Cannabis Decriminalization Is The Short-Term Relief Entrepreneurs Need
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As cannabis companies look to the winter months, one topic is top of mind: the expansion of legalization.
On Election Day, Nov. 3, there will be a number of ballot initiatives for voters to consider. Voters in New Jersey, Arizona and Montana — where there are existing medical cannabis markets — will consider legalizing adult-use.
Mississippi may potentially become a new market for medical cannabis, and there are two ballot initiatives in South Dakota that seek to legalize both medical and adult-use.
Jennifer Fisher, a partner at law firm Goodwin’s cannabis and white collar practice, helped Benzinga zero in on what could potentially transpire after ballots are cast nationwide.
Fisher On Decriminalization 'At A Minimum': "The legalization of adult-use cannabis in New Jersey could have a significant impact on legalization efforts in surrounding states, including Pennsylvania, New York and Connecticut," Fisher said.
"The outcome of the presidential election and Senate races in key states could lead to reforms at the federal level, including passage of the SAFE Banking Act and the descheduling of marijuana under the [Controlled Substances Act]."
Fisher, who regularly advises cannabis operators and investors on regulatory compliance, licensing and disclosure obligations, also expressed support for one initiative in particular: decriminalization.
"At a minimum, anyone operating in the cannabis industry should be hoping for decriminalization," she said.
This would lift the barrier to dynamics that other industries enjoy, such as financial services, institutional investors, listing on U.S. stock exchanges, research and tax benefits, the attorney said.
Fisher also represents cannabis companies in litigation. Here's what she told Benzinga.
Benzinga: What are your cannabis clients primarily concerned with?
Fisher: Cannabis companies are increasingly facing the threat of litigation. More business disputes are ending up in court and consumer groups have begun targeting the industry.
This has led to more pre-litigation demands and the filing of class action suits alleging violations of securities law and attacking the way products are being marketed to the public.
I am spending more time counseling clients on litigation strategies, including ways to avoid getting caught up in these types of cases.
Benzinga: Do you think it's indicative of the varying and confusing state-by-state policies companies have to deal with?
Fisher: It has less to do with the patchwork of varied state-by-state regulatory policies and more to do with the evolution of the industry.
As cannabis companies grow, raise more capital and expand operations, they become targets for consumer litigation and business disputes.
The relationships between cannabis operators and their investors, vendors and customers are also becoming more complex, which has given rise to litigation involving contract disputes, intellectual property protection, the Telephone Consumer Protection Act and alleged violations of securities laws, among others.
Benzinga: Surveys show that cannabis reform is typically something both Republicans and Democrats want. But the Trump administration recently advised Republicans not to put cannabis reform on ballots. Democrats, meanwhile, put forward a plan focused on decriminalization. What outcome on Nov. 3 bodes well for the cannabis industry?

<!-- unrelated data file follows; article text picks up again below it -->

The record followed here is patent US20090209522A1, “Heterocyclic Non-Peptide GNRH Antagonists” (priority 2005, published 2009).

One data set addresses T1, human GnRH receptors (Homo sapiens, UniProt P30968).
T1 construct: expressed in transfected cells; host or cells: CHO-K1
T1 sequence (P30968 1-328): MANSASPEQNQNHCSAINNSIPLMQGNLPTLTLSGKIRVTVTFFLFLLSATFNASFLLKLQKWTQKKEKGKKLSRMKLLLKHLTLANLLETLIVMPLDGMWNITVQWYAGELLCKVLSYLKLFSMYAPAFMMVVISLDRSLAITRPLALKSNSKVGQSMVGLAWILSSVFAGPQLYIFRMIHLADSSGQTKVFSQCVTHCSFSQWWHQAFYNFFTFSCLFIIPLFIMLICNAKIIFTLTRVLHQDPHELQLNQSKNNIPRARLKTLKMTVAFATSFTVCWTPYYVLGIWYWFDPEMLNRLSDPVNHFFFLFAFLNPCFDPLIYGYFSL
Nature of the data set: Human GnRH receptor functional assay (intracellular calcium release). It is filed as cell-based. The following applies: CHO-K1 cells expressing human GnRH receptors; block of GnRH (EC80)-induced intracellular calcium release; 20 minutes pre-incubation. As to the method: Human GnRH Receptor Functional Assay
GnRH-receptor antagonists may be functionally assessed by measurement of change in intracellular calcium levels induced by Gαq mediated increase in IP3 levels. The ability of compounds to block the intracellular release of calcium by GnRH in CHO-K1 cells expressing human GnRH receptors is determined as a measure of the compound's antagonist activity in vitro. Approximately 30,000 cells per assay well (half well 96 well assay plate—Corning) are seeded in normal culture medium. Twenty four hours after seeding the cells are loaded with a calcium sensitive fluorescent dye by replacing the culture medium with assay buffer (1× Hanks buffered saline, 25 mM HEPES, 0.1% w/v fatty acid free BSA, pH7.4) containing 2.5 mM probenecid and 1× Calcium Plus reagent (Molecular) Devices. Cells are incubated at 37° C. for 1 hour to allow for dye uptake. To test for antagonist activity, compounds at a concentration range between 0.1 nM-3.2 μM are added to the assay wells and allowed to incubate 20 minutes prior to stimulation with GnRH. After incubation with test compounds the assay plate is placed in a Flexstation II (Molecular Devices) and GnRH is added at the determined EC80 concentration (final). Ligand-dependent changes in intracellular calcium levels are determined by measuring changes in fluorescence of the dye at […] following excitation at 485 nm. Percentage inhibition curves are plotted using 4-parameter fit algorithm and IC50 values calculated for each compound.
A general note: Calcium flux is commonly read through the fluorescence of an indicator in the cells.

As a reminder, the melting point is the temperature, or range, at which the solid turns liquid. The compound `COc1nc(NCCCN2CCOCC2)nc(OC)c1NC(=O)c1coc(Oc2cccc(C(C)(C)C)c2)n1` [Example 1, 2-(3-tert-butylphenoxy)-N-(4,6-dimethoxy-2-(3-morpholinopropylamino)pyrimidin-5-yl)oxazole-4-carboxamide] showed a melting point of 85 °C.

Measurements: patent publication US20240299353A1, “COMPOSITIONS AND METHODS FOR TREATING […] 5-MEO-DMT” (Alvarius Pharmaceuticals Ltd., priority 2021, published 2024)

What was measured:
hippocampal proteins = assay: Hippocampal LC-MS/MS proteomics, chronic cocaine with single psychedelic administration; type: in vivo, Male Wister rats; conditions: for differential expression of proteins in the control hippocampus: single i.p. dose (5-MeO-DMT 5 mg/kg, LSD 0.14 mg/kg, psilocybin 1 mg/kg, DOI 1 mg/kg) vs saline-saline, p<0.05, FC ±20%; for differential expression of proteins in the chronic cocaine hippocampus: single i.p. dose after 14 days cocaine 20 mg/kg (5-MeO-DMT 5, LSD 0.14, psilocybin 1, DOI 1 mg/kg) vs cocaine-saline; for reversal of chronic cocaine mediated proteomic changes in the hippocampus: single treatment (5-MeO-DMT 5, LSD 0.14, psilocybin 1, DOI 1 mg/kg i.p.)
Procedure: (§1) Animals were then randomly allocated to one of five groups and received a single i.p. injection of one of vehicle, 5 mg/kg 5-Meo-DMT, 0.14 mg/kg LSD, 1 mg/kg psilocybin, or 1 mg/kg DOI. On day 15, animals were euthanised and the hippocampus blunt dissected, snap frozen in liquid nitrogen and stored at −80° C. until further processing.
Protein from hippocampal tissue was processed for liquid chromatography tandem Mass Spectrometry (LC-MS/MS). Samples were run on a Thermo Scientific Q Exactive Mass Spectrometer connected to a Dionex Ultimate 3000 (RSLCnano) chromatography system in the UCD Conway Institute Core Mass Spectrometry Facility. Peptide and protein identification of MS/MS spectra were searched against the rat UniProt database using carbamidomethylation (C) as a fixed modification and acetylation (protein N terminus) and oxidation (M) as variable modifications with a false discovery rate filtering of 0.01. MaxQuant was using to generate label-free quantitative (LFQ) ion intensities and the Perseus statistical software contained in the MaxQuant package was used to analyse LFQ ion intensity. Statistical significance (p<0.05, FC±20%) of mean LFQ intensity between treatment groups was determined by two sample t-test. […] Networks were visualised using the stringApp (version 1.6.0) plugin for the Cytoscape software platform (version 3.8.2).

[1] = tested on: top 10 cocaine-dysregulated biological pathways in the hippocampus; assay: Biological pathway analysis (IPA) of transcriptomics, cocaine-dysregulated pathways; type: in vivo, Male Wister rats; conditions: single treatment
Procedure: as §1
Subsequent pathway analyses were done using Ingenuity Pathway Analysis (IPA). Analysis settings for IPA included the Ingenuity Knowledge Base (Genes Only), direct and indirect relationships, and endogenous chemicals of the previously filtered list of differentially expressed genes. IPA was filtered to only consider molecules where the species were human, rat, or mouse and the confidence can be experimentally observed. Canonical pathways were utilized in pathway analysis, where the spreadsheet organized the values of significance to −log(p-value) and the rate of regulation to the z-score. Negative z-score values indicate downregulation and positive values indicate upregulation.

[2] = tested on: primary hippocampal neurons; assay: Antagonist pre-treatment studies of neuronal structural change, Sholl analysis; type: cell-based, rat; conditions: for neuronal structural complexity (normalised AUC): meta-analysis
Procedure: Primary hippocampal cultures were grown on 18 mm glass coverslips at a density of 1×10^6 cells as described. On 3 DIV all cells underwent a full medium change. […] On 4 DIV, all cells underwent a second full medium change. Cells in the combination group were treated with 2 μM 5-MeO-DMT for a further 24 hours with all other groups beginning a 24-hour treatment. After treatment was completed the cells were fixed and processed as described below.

Fisher: At a minimum, anyone operating in the cannabis industry should be hoping for decriminalization.
This is the primary barrier preventing cannabis companies from having full access to financial services, raising capital from institutional investors, listing on the U.S. stock exchanges, developing scientific and medical research and getting the tax benefits available to companies in other industries, among other hurdles.
Full legalization at the federal level may be further down the road, but decriminalization would have a tremendous — and immediate — impact on the growth of the cannabis industry.
The industry will also benefit from the expansion of legalization in the states that are voting on recreational and medical use ballot measures. As the number of states with legalized cannabis increases, so does the number of elected officials at the federal level representing those states — which could move the needle on policy reform, even if it is not being driven by the administration.
Benzinga: Did anything surprise you in 2020?
Fisher: I was surprised, in the best possible way, to see so many states designate cannabis as an essential business during the implementation of the shelter-in-place orders as the pandemic hit the U.S. It signaled a turning point in terms of the credibility and legitimacy of this industry and the benefits it provides to the American people.
Benzinga: Let's talk about new entrepreneurs in the cannabis space who were either looking to start a business this year, or perhaps they started but were shaken by the pandemic. What would that first phone, or Zoom, conversation with you be like?
Fisher: My first Zoom conversations with new entrepreneurs in the cannabis space are focused on determining what distinctive value they think they can bring to the industry and how they are going to deploy the skills they already have to developing a business in cannabis.
Many skills are transferable, and good business judgment and ethics are imperative, but you still need to understand the plant itself and what makes this market unique.
It is a complicated industry from both an operational and regulatory perspective, so entrepreneurs need to have a clear mission for their product or service and must know how to effectively execute on a business plan.
There are phenomenal opportunities out there, but it takes a lot of hard work, resilience, flexibility and grit to be successful in this space.